Header is Back!

A little over a month ago, I removed the header elements from this site because content within a header is inaccessible to JAWS users with Firefox. Since then I've been thinking more about it, and have decided to put them all back.

Reasonable Accommodation

As developers, we do all sorts of things to ensure that our content will work across the greatest number of browsers and devices. We might add extra container divs and use conditional comments to load special stylesheets in order to accommodate Internet Explorer 6. We provide Flash video as fallback for those browsers that don't support the HTML5 video element. We might even do something like put the WAI-ARIA role="navigation" attribute and value on an extra div wrapping the HTML5 nav element instead of on the nav element itself in order to overcome Window-Eyes' problems with HTML5 and ARIA roles.

In each of these examples, while they involve what some might consider extra work, we are in no way prevented from using any of the CSS or HTML that we otherwise want to use. But where JAWS, Firefox and header elements are concerned, at the moment the only way to ensure access for all JAWS and Firefox users is basically not to use the header element. I am no longer willing to do this.

Using HTML5

While accessibility support in browsers for HTML5 is rather limited, there are equally very few drawbacks to using things like the HTML5 sectioning elements (e.g., section, article, nav, header, etc.). With the exception of JAWS and Firefox with the header element, all browsers and assistive technologies seem readily able to access any content contained within the HTML5 sectioning elements, effectively treating them as if they were simple divs. As browsers and assistive technologies continue to develop over the next few years, the semantics these elements offer should become natively available. In the meantime, we can supplement these elements with the relevant WAI-ARIA roles and provide an accessibility boost right now for supporting technologies. To hold back from using one of these elements simply because of a bug in one particular piece of software does not seem reasonable to me.

Were we all to change our coding practices to accommodate this bug in JAWS by never using the header element, Freedom Scientific, the screen reader's maker, would have little reason to improve its product regarding this issue. Instead, I will continue to use the header element according to its, albeit unfinished, specification.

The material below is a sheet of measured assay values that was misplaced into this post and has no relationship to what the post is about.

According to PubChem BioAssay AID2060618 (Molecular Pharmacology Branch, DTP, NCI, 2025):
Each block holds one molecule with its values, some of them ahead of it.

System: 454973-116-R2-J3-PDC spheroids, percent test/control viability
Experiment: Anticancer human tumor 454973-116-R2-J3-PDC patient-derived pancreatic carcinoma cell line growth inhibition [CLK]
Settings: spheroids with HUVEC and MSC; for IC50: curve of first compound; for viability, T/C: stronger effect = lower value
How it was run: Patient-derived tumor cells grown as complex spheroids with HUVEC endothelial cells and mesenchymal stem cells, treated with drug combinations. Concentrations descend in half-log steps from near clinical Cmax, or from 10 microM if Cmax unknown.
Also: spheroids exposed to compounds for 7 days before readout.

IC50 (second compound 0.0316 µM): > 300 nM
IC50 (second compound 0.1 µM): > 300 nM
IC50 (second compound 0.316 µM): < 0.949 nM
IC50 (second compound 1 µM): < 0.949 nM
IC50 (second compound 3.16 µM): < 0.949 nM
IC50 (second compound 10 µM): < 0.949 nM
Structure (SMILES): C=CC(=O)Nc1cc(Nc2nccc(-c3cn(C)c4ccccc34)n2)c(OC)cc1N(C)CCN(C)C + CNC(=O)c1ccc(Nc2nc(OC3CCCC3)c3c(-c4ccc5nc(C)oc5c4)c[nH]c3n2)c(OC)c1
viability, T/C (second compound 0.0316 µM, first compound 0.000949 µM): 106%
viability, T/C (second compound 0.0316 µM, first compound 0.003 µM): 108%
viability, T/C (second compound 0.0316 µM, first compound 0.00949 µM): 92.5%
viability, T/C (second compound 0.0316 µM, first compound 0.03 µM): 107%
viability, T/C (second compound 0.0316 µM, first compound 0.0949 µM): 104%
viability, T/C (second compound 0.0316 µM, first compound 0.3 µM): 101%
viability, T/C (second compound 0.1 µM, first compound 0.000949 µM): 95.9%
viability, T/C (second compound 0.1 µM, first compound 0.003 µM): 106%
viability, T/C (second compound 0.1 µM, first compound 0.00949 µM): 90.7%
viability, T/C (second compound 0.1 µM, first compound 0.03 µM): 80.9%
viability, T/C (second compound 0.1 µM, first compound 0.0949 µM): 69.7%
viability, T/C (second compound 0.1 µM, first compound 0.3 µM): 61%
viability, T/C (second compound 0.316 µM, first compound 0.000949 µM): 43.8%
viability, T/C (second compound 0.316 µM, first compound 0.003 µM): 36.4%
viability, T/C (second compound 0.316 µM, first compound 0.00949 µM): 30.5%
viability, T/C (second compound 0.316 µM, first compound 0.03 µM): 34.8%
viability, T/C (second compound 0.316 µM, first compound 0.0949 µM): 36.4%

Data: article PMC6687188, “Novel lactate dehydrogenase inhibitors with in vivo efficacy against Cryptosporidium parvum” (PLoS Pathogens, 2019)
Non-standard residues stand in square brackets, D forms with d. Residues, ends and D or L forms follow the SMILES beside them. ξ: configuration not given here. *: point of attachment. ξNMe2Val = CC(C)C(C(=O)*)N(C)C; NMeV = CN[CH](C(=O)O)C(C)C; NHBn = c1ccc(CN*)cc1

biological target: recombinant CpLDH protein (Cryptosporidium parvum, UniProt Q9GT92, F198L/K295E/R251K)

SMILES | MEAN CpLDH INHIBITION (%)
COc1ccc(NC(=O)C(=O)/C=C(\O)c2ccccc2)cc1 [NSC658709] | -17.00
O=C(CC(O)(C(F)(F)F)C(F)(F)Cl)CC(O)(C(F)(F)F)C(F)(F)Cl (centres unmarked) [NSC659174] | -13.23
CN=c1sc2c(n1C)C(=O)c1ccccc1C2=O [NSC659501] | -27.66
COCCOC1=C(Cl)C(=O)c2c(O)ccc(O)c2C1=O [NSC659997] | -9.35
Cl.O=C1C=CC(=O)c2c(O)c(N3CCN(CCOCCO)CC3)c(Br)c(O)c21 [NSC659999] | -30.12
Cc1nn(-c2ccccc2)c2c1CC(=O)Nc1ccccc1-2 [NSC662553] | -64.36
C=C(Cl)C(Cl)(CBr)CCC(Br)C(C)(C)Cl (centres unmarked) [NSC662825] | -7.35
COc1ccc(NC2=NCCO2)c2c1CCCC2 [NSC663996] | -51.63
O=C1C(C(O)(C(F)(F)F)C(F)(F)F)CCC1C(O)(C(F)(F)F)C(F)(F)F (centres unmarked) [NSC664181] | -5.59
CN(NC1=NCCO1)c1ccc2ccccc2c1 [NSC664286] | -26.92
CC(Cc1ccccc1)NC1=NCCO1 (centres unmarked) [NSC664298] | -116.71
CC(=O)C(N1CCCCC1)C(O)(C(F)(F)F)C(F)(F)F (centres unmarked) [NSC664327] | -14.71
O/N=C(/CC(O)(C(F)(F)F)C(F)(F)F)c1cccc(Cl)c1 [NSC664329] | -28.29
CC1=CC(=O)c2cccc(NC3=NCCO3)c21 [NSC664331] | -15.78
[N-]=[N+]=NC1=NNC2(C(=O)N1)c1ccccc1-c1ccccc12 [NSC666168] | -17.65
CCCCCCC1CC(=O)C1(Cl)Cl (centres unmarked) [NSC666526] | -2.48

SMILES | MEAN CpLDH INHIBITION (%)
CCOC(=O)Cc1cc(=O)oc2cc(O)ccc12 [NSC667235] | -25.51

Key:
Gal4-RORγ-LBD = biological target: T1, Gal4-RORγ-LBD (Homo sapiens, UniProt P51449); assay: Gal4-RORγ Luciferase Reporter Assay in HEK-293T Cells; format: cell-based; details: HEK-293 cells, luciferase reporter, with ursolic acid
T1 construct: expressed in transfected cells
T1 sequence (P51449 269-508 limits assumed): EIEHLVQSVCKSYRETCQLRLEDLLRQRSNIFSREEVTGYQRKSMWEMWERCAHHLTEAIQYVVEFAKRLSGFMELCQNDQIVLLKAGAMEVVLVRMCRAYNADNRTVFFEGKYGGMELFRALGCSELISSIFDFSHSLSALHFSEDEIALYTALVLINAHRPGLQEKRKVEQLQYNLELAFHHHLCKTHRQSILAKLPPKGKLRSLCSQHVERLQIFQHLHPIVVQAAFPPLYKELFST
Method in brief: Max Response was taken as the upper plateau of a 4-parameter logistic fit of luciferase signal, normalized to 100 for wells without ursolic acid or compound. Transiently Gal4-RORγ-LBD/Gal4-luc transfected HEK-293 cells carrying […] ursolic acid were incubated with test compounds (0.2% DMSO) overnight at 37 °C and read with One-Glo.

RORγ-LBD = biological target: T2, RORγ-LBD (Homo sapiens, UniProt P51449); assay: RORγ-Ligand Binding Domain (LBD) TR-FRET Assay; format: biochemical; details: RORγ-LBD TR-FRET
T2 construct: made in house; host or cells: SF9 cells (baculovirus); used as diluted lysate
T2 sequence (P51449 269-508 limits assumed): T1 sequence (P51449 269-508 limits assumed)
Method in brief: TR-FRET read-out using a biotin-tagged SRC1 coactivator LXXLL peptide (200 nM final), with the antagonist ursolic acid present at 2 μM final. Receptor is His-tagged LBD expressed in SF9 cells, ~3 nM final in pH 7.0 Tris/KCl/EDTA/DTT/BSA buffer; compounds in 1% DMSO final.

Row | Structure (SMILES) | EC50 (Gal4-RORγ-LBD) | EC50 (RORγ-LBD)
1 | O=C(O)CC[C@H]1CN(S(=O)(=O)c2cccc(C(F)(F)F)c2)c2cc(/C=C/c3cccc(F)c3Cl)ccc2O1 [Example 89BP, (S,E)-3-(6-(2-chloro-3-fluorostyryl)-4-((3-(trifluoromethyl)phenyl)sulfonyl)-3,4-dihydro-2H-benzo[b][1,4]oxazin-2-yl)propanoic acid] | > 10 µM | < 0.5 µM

Alternatives and Solutions

As more and more sites start using HTML5, users of JAWS 10 or 11 who prefer to browse with Firefox will either just miss out on content wrapped in a header element, or they will switch browsers or screen readers. Some of them, of course, will upgrade to the latest version of JAWS, assuming it will have fixed the header bug, but such upgrades are significant financial investments that not all users will be able or willing to make. Update (October 22, 2010): The header and Firefox bug is indeed resolved in JAWS 12.

Switch to NVDA

Fortunately, there is a free alternative, NVDA, that doesn't suffer from the bug, works very well with Firefox, and is probably the most advanced Windows-based screen reader around where support for some of the latest technologies such as WAI-ARIA are concerned.

A Firefox Add-On

There is also a new Firefox add-on for JAWS users that rewrites the header element as a prefixed h:header element, which makes the content usable and accessible to JAWS in that browser. It is still experimental at this time, and could use more input from the community, but it does represent a decent third-party attempt to provide a solution, and such attempts should be applauded. Additionally, that some JAWS users might install the add-on to make basic HTML5 content accessible to them may also serve to highlight the screen reader's shortcoming, and possibly further motivate Freedom Scientific to fix its product. In the meantime, if you have an idea or suggestion for improving the add-on, please post a comment to the add-on's page.